The human resource function will have a key role in ensuring workers are retrained for evolving roles amid automation, according to recruiting expert Hays.
The automation of the workforce will impact the world of work, but there is no reason to worry about your job since human roles will evolve alongside technological change, says Hays in the latest edition of its Hays Journal.
The introduction of robotics into the workplace has already begun; it can be seen in workplaces as diverse as assembly lines in manufacturing plants to the introduction of self-service checkouts in supermarkets, but with this change comes an opportunity to create and adapt existing jobs as the workforce evolves.
No substitute for human touch
“There have been a number of headlines recently about the impact robotics is expected to have on the workforce”, says Dean Stallard, Regional Director of Hays Hong Kong. “Some of the more dramatic news stories have claimed that many jobs will be lost, including a report by Deloitte and the University of Oxford which claimed 10 million jobs would be lost to robots or computers within the next two decades.
“But what many overlook is the fact that new roles will be created as a result of new technology. It’s equally important to remember that there is no substitute for the human touch. Soft skills are incredibly important and are not to be underestimated in business.”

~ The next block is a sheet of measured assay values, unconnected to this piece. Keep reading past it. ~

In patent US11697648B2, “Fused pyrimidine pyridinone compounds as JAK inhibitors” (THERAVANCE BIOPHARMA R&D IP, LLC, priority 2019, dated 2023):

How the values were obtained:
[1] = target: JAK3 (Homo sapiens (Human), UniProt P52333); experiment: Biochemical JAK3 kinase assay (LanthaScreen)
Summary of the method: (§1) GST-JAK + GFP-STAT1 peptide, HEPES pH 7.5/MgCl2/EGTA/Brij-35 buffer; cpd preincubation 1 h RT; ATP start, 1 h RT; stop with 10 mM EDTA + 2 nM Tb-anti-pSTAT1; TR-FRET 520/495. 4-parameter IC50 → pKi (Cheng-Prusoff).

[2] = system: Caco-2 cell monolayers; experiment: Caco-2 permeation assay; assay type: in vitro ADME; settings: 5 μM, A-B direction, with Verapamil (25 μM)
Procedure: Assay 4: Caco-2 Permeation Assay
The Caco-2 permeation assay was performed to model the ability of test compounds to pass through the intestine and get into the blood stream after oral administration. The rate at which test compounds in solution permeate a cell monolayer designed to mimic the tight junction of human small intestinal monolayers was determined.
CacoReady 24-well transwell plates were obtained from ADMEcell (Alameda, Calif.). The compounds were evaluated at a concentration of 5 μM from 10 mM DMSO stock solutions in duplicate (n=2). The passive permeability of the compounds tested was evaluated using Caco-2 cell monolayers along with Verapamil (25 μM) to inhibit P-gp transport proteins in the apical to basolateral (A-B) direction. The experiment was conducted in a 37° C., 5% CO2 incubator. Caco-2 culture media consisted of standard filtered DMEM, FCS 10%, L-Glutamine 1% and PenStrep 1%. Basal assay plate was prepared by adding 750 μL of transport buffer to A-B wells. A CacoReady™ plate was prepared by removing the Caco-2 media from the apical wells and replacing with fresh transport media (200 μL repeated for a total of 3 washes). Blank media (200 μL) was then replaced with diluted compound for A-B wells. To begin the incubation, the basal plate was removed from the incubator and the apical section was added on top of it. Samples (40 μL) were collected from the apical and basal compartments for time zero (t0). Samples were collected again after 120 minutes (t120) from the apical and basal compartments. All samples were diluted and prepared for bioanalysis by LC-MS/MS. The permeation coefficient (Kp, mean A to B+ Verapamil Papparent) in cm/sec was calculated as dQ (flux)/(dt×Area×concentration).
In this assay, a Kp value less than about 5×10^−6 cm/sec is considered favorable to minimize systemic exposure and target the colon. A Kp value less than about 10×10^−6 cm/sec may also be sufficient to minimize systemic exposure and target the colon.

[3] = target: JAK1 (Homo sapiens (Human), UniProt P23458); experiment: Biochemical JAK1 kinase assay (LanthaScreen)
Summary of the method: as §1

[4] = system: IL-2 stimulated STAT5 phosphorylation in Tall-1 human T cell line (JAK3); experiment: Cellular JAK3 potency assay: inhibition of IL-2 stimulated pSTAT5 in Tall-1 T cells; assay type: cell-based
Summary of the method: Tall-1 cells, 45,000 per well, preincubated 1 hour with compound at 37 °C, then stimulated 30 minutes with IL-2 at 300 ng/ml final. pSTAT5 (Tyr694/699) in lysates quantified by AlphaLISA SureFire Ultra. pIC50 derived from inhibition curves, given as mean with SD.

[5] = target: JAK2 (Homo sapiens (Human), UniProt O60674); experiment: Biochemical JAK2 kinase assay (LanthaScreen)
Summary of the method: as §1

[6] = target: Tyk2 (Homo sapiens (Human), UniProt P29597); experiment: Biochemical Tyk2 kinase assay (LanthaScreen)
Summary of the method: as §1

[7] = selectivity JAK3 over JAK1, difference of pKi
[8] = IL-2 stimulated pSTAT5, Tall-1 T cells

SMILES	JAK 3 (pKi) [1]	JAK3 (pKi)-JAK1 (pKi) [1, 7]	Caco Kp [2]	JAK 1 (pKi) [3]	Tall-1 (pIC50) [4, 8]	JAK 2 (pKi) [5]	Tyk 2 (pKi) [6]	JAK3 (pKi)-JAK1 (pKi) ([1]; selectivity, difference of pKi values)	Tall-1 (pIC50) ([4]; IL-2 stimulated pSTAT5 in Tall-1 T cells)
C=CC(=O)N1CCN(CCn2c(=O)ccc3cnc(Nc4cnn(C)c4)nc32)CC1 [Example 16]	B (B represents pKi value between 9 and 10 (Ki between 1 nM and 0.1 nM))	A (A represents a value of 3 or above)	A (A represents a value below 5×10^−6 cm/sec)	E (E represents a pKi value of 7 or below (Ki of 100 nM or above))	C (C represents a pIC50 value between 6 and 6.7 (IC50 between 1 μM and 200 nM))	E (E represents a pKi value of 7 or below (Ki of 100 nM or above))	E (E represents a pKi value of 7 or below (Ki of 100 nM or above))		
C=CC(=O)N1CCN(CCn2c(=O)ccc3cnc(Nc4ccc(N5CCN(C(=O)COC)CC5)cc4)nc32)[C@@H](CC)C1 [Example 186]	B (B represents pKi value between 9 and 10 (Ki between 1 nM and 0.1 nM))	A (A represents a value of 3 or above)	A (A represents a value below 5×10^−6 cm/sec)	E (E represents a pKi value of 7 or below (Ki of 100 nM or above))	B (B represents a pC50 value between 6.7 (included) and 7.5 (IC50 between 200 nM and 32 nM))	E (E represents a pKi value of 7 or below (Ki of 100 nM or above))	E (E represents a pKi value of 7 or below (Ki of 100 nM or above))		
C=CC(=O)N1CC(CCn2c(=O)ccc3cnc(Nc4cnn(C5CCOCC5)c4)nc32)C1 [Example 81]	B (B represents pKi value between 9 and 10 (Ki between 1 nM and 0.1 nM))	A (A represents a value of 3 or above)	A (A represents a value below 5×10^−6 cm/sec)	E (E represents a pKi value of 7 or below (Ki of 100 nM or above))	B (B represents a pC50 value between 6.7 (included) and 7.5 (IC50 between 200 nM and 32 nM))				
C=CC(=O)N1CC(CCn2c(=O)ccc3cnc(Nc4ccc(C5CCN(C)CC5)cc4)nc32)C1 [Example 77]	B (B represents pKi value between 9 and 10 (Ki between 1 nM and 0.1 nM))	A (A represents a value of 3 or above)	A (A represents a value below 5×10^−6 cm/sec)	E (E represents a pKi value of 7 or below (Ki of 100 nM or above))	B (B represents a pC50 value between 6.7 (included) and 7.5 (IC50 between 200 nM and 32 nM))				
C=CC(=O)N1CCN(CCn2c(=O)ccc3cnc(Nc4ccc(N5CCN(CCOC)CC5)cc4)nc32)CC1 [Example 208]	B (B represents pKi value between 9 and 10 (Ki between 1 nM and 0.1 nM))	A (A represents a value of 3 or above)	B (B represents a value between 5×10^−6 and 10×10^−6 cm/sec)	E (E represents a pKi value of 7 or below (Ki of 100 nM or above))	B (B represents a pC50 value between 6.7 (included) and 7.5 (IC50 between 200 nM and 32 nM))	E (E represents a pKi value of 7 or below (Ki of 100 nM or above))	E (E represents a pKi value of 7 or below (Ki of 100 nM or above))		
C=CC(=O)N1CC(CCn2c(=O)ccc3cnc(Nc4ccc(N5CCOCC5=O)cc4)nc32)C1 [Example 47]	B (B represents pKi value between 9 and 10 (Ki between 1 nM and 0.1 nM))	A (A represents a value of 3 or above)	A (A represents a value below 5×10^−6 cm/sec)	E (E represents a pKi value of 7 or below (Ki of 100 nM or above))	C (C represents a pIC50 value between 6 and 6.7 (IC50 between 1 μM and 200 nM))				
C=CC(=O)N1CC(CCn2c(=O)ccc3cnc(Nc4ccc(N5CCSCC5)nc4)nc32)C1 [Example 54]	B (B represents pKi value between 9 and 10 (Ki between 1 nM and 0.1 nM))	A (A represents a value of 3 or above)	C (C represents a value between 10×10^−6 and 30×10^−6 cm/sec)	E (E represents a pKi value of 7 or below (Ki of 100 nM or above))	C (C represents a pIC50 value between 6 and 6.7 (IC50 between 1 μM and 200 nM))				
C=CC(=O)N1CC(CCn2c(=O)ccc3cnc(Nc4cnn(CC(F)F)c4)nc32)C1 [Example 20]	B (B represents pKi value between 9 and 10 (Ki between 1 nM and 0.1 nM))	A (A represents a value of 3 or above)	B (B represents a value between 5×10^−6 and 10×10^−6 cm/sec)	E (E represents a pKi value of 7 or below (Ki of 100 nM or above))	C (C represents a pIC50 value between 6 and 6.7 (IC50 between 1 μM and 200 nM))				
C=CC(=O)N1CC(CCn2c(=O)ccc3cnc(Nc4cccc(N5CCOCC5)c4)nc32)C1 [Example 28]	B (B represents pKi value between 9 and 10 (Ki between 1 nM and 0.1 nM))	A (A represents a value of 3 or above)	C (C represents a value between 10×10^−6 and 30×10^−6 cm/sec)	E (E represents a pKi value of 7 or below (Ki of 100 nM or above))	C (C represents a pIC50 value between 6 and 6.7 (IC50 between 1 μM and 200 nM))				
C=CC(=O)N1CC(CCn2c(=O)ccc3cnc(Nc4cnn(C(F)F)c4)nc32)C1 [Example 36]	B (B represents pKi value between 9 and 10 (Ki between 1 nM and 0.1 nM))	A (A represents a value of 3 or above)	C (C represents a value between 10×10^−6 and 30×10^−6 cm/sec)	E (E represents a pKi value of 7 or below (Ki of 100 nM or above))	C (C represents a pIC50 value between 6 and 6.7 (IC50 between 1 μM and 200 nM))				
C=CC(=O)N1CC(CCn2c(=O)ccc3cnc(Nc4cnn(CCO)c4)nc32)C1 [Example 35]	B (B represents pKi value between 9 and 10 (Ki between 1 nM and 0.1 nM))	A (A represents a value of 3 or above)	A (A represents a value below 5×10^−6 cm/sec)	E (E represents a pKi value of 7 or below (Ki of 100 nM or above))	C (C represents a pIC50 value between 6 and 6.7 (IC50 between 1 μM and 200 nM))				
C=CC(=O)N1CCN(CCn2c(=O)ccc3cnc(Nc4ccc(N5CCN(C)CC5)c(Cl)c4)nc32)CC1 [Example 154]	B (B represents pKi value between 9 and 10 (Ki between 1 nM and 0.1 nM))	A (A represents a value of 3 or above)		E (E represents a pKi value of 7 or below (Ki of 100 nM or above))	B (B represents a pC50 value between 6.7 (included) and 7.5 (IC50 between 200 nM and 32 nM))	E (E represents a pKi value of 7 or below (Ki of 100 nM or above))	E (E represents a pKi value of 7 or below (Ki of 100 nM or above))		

Rather than destroy jobs, technology can be expected to instead change roles, allowing workers to focus on other key areas of their work. In some cases, people will need to retrain for their evolving roles, so rather than being displaced by technology they will gain new skills. This is where HR functions will have a key role in ensuring that the human skills at their disposal are maximized.
“There are so many skills that humans have that robots simply cannot learn,” adds Dean. “For instance, a robot will never be an innovative and collaborative problem solver that can come up with and share creative ideas. Empathy and human instinct are crucial to a lot of roles too, and again these are not programmable; you cannot automate human emotion.”
Hays also suggests we consider that technology will ultimately be used to increase productivity by completing tasks that are laborious to humans and it is much more efficient at, such as searching documents. Businesses will implement technology where it has the most value and will take cost into consideration, only automating parts of the process where it makes business sense.
“Rather than being feared, technology should be seen as a tool that will enable us all to work smarter in our roles,” concludes Dean. “It should be seen much more as an enabler, helping us to be more efficient.”